Left ventricular rotational mechanics in patients with coronary artery disease: Differences in subendocardial and subepicardial layers

Matteo Bertini, Victoria Delgado, Gaetano Nucifora, Nina Ajmone Marsan, Arnold C.T. Ng, Miriam Shanks, M. Louisa Antoni, Nico R.L. Van De Veire, Rutger J. Van Bommel, Claudio Rapezzi, Martin J. Schalij, Jeroen J. Bax

Research output: Contribution to journalArticle

31 Citations (Scopus)

Abstract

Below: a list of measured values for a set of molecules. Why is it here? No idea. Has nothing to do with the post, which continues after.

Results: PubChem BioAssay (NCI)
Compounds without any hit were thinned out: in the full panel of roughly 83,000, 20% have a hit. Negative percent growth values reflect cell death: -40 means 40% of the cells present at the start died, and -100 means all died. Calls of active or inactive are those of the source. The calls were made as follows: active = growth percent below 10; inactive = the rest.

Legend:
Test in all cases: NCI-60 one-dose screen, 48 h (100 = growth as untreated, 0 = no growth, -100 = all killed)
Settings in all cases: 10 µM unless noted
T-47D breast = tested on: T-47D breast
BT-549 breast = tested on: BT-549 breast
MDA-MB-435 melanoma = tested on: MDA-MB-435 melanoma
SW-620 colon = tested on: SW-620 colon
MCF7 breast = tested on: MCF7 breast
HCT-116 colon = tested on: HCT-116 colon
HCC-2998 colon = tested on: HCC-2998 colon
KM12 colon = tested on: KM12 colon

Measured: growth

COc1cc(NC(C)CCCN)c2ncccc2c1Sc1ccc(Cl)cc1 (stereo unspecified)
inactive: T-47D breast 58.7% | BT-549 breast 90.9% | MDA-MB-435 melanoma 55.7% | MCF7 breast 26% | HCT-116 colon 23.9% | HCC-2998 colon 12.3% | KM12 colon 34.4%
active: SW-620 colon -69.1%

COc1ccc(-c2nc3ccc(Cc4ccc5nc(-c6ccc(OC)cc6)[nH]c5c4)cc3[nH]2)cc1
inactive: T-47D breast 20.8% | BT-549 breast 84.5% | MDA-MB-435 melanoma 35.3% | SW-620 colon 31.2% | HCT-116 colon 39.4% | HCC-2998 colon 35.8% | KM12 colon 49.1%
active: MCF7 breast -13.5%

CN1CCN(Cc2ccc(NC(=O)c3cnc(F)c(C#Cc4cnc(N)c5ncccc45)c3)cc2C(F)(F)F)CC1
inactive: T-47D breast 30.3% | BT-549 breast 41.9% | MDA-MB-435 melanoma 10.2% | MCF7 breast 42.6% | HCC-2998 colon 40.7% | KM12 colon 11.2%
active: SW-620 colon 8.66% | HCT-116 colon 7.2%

Objective: Subendocardial and subepicardial layers have opposite orientation of the myofibres and they are differently affected by coronary artery disease. This study investigated the differences in subendocardial and subepicardial left ventricular (LV) twist in patients with coronary artery disease. Methods: 214 patients were included in the study: 60 with first ST elevation myocardial infarction (STEMI), 111 with chronic ischaemic heart failure (HF) and 43 normal subjects. Real-time three-dimensional echocardiography provided LV volumes and function. Two-dimensional speckle tracking echocardiography differentiating the subendocardial and subepicardial layers was used for the assessment of LV twist. Patients with STEMI were divided into two groups (small and large STEMI). Results: Compared with normal subjects, peak subendocardial LV twist was significantly impaired in patients with STEMI (11.2±6.0° vs 15.3±2.7°, p<0.001). In patients with chronic HF, peak subendocardial LV twist was even more impaired (4.6±3.4°, p<0.001 vs normal subjects and patients with STEMI). Conversely, peak subepicardial LV twist was not statistically different between normal subjects and patients with STEMI (8.9±1.9° vs 8.4±4.4°, p=0.98), whereas it was significantly impaired in patients with chronic HF (2.6±2.5°, p<0.001 vs normal subjects and patients with STEMI). Peak subendocardial LV twist was not statistically different between large and small STEMI, whereas peak subepicardial LV twistwas significantly lower in large STEMI than in small STEMI (7.1±4.8° vs 9.6±3.6°, p=0.025). Conclusions: Subendocardial LV twist is reduced in patients with STEMI and chronic ischaemic HF whereas subepicardial LV twist is reduced only in chronic ischaemic HF. When STEMI are divided into large and small infarctions, it becomes evident that subepicardial LV twist is only reduced in large infarctions.